4. Progressive companies. Like pragmatic companies, they also combine defensive and offensive moves. But they employ a very specific combination of moves. Progressive companies only focused on one defensive move: they cut costs by improving operational efficiency, not by reducing staff numbers. They also focused on all kinds of offensive moves: they develop new business opportunities by investing in innovation and marketing, and they invest in assets such as plants and machinery.

Interestingly, progressive companies emerged the clear winners. They comprised the elusive 9%.

How exactly did they do it?

Improving Operational efficiency

Let’s be clear: you’ll need to implement aggressive cost-cutting strategies to survive a meltdown.

But research shows that cutting costs through improving your operational efficiency is more effective than simply slashing employee numbers. Don’t get me wrong: even Progressive companies lay off employees; they just rely on that approach much less than others.

In practice, improving operational efficiency means scrutinising every aspect of your business model – from how you’ve set up your supply chain to how your business is organised and structured, enabling you to reduce operating costs on a permanent basis. When demand returns, costs can stay low, allowing your profits to grow faster.

There are numerous operational efficiency strategies that you could adopt. Here are a few to get you started:

  • Look for opportunities to automate your processes. For example, rather than manually entering your expense receipts into your accounting system, automate it with software like hubdocs or receipt bank. It can save hours of time.
  • Create documented systems and processes for all tasks. When you create step-by-step systems for all tasks, you not only maximise the chances of your people doing things right the first time (and avoiding costly and time-consuming mistakes), but being able to ‘see’ the documented system enables you to examine it and optimise or streamline it to reduce cost, reduce waste and inefficiencies, and improve quality.
  • Measure efficiency and results. You’ve probably heard the phase, “If you measure it, it moves!” Well, if you want to enshrine best-practice operational systems into the fabric of your business and culture, you’ll need to measure their performance. Create goals or targets for every role in your organisational structure and for each system within each role. Then you’ll be able to measure your progress, create more accountability, and inspire improved efficiency and overall performance.

Invest in growth

Cutting costs through operational efficiency is fundamental, but the best 9% went further: they invested in growth.

In particular, these companies invested in 2 key areas:

  • they took advantage of lower prices to buy property, plants, and equipment; and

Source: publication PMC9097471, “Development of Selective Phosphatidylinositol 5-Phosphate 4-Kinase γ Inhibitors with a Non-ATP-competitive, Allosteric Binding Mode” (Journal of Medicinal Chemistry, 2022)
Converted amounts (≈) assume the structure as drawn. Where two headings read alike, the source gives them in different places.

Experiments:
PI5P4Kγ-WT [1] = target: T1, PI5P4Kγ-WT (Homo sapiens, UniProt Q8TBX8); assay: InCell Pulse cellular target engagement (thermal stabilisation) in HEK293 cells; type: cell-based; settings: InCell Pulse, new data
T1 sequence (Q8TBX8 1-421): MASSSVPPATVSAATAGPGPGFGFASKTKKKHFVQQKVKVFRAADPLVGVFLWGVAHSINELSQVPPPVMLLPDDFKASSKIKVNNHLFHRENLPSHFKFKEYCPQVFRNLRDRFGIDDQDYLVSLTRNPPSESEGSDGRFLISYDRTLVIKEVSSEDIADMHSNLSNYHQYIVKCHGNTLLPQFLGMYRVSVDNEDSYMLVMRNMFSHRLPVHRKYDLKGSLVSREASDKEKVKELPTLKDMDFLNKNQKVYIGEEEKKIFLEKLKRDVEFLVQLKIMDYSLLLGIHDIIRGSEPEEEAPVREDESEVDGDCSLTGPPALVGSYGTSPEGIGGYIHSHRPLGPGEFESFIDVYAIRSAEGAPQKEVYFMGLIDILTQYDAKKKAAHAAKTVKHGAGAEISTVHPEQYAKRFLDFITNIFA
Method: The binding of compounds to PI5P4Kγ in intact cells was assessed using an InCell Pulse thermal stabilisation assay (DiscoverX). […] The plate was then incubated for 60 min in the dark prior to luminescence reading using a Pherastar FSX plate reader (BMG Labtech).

• they increased spending on innovation and marketing.


While it might sound that way at first glance, they’re actually wise moves. Investing in assets helps businesses during the recession and afterward, enabling them to respond faster to increased demand. And while marketing may only produce modest benefits during the recession, developing and cultivating new markets substantially increased profits afterward (when you can capitalise on all the relationships and goodwill created while every other business was hibernating).

How on earth they could afford this, you might ask? They used resources made available by improving their operational efficiency.

One example: Digital marketing strategy

There are multiple options for investment in growth. But let’s look at one example that’s likely to pay big dividends: putting in place a rock-solid digital marketing strategy.

Here are 3 digital marketing strategies you can implement right now:

  1. Revamp your website or landing pages. If you’ve been sitting on the fence about revamping your haggard, old website, perhaps now’s the time to do it… well, now might just be the right time. That way, when things go back to normal, you can hit the ground running.
  2. Create conversion-optimised landing pages. Even if you don’t need to revamp your whole site, work on improving (or creating) ‘landing pages’ – stand-alone conversion-optimised pages dedicated to each of your core products or services. At a minimum, ensure your landing pages have:
    1. a large (clickable) phone number at the top;
    2. a large clear headline that conveys who you are and why you’re different;
    3. multiple buttons (in a colour that stands out) to book a meeting or get a free quote;
    4. customer testimonials (at least in writing; videos are even better);
    5. trust elements (like logos of industry associations, qualifications or anything else that builds trust);
    6. sections describing your specific service; and
    7. a section introducing your business and your key differentiators. 
  3. Generate & nurture leads. Even if you can’t convert leads into sales at the moment, now’s the time to build awareness of your brand, capture leads and nurture the relationship. You’re creating a tribe of potential customers who know, like and trust you – making your future marketing infinitely more effective. To make that happen, try these strategies:
    1. create a great piece of content (like an ebook, guide, template) that creates lots of value for your target market;
    2. offer it for free across multiple channels, including social media (yes, even and especially paid social media like paid Facebook or Linked In ads);
    3. ensure prospects enter their name and email (at a minimum) to get their free content, so you can be in touch over time.
    4. implement an automated email sequence that delivers the content, introduces your business and nurtures them over time with additional content; and
    5. add them to your blog (and if you don’t have one yet, create one) so they receive regular, helpful and interesting content from you each week, fortnight or month to keep you top of mind and build the ongoing relationship.

Where to next?

There’s no doubt about it: we’re being scorched by the fires of a global meltdown. But your next steps from here should be clear. Get your mindset right – that’s number one. Then you’re ready to take deliberate, strategic action, combining the right mix of offensive and defensive moves.

And if you stay strong and use this time wisely, this meltdown might be just what you need to transform the raw metal of your business into something more beautiful and valuable than you ever imagined.

We donate at least 10% of all our profits to various non-profits and charitable organisations locally and abroad aimed at improving lives for people and the the world in general.